oppn parties Brand Messaging Comes Under Fire

News Snippets

  • In a first, the Supreme Court recognizes marital rape, although for the limited purpose of allowing married women the right of abortion up to 24 weeks if they conceived as a result of forced sex by their husbands
  • Air India cuts discounts on base fare to students and senior citizens from 50% to 25%
  • Mallikarjun Kharge and Digvijay Singh are being touted as frontrunners to take on Shashi Tharoor in the elections for the post of Congress president
  • Sonia Gandhi will decide who will be Rajasthan CM if she feels there is a need to change guard after the near-rebellion by MLAs in the state
  • Ashok Gehlot bowed out of the race for being Congress president after meeting Sonia Gandhi
  • India has moved to the 40th spot in the innovation index, up 6 spots from last year
  • DGGI has alleged that top insurance companies, banks and NBFCs has committed a fraud of Rs 800cr by claiming input tax credit without underlying supplies
  • The Centre will borrow Rs 10000cr less than planned earlier due to good revenue collections
  • At $23.9bn, India's current account deficit widened to 2.8% in Q1, the worst in four years
  • Stocks continue to flounder on Thursday: Sensex sheds 188 points to 56409 and Nifty 40 points to 16818
  • The 36th National Games were declared open on Thusrday by PM Modi in front of a record crowd in Motera near Ahmedabad
  • Jasprit Bumrah most likely to miss T20 World Cup due to recurrence of back injury
  • PFI's political wing, the SDPI is on EC radar and action will follow soon if discrepancies are detected
  • Ashok Gehlot to meet Sonia Gandhi today, says all issues will be sorted out soon
  • Referring to the PFI ban, most Muslim organizations ask the government to take similar action against right wings organizations like the RSS, Bajrang Dal, VHP and the like
In a landmark order, Supreme Court rules that all women, married or unmarried, are entitled to safe and legal abortion up to 24 weeks of pregnancy as per the MTP Act
oppn parties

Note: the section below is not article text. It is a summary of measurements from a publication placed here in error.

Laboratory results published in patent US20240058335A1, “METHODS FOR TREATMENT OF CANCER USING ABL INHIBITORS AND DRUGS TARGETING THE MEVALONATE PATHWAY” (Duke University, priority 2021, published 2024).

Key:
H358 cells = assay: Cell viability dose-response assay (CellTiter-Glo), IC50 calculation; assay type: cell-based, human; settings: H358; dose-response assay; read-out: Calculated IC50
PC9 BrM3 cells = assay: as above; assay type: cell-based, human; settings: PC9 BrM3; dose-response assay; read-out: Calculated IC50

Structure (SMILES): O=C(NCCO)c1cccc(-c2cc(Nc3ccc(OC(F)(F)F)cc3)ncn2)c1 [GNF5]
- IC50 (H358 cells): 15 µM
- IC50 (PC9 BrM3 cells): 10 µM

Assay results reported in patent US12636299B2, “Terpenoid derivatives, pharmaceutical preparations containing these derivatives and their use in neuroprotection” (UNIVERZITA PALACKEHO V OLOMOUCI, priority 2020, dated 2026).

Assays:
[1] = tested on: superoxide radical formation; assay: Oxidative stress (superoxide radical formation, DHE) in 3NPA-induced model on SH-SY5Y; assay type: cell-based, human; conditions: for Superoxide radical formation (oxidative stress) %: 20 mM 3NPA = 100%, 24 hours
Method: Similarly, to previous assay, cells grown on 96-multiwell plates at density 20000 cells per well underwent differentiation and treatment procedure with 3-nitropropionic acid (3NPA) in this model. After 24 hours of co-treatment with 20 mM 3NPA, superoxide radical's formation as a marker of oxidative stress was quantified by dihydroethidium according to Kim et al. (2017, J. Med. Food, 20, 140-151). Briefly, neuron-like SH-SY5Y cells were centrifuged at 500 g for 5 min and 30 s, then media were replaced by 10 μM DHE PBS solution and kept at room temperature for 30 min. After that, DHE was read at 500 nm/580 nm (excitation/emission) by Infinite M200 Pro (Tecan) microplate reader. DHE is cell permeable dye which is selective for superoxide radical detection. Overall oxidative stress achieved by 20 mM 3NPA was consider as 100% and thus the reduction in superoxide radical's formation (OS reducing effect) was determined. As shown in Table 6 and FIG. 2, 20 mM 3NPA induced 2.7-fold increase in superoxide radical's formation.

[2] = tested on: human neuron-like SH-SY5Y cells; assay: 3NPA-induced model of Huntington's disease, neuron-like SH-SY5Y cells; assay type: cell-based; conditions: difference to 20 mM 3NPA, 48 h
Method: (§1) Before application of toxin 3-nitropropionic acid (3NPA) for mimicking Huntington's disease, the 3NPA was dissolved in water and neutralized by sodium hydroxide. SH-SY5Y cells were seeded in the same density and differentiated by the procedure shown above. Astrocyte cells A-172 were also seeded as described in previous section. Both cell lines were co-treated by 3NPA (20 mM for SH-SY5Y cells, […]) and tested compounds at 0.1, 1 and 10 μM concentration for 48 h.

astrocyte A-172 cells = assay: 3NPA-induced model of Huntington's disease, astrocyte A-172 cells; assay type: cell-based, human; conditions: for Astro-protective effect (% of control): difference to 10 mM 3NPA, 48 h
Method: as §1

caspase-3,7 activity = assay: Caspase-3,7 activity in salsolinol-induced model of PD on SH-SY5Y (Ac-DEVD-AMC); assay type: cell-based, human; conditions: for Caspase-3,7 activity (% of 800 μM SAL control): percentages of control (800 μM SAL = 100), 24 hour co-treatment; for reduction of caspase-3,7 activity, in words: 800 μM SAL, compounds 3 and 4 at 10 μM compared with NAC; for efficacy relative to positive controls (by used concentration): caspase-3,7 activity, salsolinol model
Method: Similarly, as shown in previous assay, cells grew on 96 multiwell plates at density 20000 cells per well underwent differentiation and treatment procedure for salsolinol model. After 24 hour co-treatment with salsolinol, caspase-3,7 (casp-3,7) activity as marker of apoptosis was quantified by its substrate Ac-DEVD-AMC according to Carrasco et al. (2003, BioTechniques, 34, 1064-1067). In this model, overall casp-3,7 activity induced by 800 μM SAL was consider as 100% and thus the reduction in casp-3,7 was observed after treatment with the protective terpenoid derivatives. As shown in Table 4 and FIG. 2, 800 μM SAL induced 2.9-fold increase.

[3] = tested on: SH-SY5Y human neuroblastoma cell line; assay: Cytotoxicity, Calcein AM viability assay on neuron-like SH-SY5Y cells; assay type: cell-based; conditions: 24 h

Brand Messaging Comes Under Fire

By Linus Garg
First publised on 2021-10-26 15:50:18

About the Author

Sunil Garodia Linus tackles things head-on. He takes sides in his analysis and it fits excellently with our editorial policy. No 'maybe's' and 'allegedly' for him, only things in black and white.

Movies, books, paintings and other works of art, television and web serials, among other things; and their creators, were always targeted by vested interests and the work of art was either banned or not allowed to be displayed publicly, even vandalized and the creators subjected to abuse and even assaulted. All this happened regularly, especially in the last 8-9 years, as the vested groups became smaller, their attention became more focused and they started picking on even the smallest of things even as a friendly regime at the Centre looked the other way. But now, these groups have even started picking on advertisements of brands and in some cases, even on the name of a newly-launched collection.

The most recent case is of Dabur, the homegrown FMCG company. It had issued an advertisement for its Fem bleach product where it showed a lesbian couple celebrate Karvachauth.  After a backlash from people who could not understand the progressive nature of the ad, Dabur was forced to issue an unconditional apology and withdraw the ad. This had to happen as just a couple of days ago the Centre had informed the Supreme Court that it was not in favour of legalizing gay marriages.

This comes close on the heels of the huge backlash faced by clothing brand Fab India which had named its Diwali collection as "Jashn-e-Riwaaj". It was told that Diwali was a 'tyohaar' and not a 'jashn' and wearing ethnic clothes on the occasion was a 'parampara' and not 'riwaaj'. The brand had to quickly issue an apology and change the name of the collection.

Before that, a Manyavar-Mohey ad featuring Alia Bhatt ran into trouble when it showed a bride-to-be question the custom of Kanyadaan and demanded Kanyamaan. Although the ad was beautifully done and there was nothing objectionable in it, as it just asked viewers to reflect on the custom without showing that the girl had not allowed it to happen, there was a huge backlash against the ad and some people even started a "boycott Manyavar" campaign.

Back in 2020, two ads by jewellery brand Tanishq had also been targeted, one for asking people not to burst firecrackers on Diwali and another for showing Muslim in-laws of a Hindu bride pampering her on her god bharai (baby shower) ceremony. The first ad was objected to as people said the brand should not preach how they will celebrate the festival while they said that the second ad promoted 'love jihad' and not communal harmony as intended.

On the one hand these incidents showed how people are now offended even with the smallest of things and how social media has provided these vested interests with a platform to target people and spew venom, on the other hand it proved that companies now have to be careful in what they put out as the backlash can be severe and can even result in huge losses. But should brands not make an effort to be progressive in their messaging? Try explaining that to the mobs. In the end, brands will play it safe as promoting social awareness at the cost of huge losses is not a sensible thing to do for businesses.